While Perez and Verstappen have largely got along as team-mates, there have been signs of some tensions arising between the pair – particularly towards the end of last season when Verstappen refused to relinquish a meaningless sixth place to Perez which would have helped his team-mate in his quest for second place in the Championship.
Asked about whether he’s ready to deal with the tensions that could arise between the two sides of the garage should Perez not be willing to play second fiddle anymore, he said he doesn’t see it being an issue.
“I’m here to do the best possible thing for myself as well,” he explained.
“To be honest, we’ve got a lot more respect for each other than people may think. Inside the doors, there is a great atmosphere with the team. That is a very high level of respect between each other in the team, with all the engineers from their side or my side. I think we are both mature enough to know what’s right and what’s wrong. As long as that keeps being the case, I don’t expect anything to change for us.”
Sergio Perez: I have to be able to beat Max Verstappen every weekend
But Perez admitted that dealing with a talent such as Verstappen as an opponent means there will be no margin for off-colour weekends.
“When you are in the fight for the Championship, you’ve got to take your A-game, every single race – you have to try everything you possibly can,” he said.
“But, at the same time, I think it will be very important that we both respect whatever has been told by the team. We are only on race number three, so there is a long way to go.
“If I want to win the Championship, I have to beat Max weekend-in, weekend-out and keep this level of consistency throughout the season. It’s all about season consistency. You can win 15 races but, in the other races, you just crash or have DNFs, it’s not enough.
“There is no doubt that there is no driver in such form as Max and so, together with the team as well with the car, he is definitely the hardest driver to beat. So it will require the maximum out of me, for me to bring my A-game every single weekend.”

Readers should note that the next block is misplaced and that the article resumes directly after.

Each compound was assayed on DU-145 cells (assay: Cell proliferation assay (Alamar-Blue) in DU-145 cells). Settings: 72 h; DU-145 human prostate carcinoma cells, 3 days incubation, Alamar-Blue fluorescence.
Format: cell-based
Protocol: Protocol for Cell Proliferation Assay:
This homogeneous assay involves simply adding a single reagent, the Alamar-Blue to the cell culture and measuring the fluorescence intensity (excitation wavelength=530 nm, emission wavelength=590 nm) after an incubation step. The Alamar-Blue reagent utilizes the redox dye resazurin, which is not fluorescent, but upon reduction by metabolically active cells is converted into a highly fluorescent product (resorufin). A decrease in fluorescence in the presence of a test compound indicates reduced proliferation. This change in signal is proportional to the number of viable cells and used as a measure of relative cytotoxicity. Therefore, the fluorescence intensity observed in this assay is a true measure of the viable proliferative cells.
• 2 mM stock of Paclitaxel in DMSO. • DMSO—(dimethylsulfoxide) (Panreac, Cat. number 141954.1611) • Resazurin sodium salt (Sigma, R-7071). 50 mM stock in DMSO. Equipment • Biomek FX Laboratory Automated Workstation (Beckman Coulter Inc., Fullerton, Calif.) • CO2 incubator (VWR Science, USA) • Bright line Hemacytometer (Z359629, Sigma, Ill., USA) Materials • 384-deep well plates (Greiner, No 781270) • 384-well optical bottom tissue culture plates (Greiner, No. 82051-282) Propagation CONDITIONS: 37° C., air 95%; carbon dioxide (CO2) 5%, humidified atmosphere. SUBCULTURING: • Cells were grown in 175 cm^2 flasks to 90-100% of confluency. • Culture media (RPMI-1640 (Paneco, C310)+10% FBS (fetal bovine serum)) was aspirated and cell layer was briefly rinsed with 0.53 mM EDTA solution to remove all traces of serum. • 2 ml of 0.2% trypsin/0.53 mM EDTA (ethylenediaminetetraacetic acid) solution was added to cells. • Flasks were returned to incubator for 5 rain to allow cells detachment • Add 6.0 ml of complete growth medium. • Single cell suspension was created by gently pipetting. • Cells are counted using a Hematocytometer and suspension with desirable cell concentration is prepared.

One concern for Perez could have been over the path of car development as the RB19 matures. Last year’s RB18, which started off overweight with pronounced understeer, notably didn’t suit Verstappen as much as it did Perez, with the Dutch driver finding his feet as the car was dialled in further to his liking as the season progressed.
But Perez reckons this won’t be an issue this year, as he feels both he and Verstappen are looking for the same driving qualities.
“We’ve got a very strong car and package. I feel comfortable with the car and I’m working well with it,” he said.
“I also believe that, with the direction of technical development, I can get the most out of it. That’s important to be able to stay in the fight throughout the season, to have a car that you can be competitive in whatever condition you are in.
“Last year, when we started developing the car, or put it on a diet, that suited Max more and the gap just widened. I believe that, at the moment, we are asking for the same things. These first races, we’ve been very, very close together on balance, and I’m asking for a similar sort of balance.”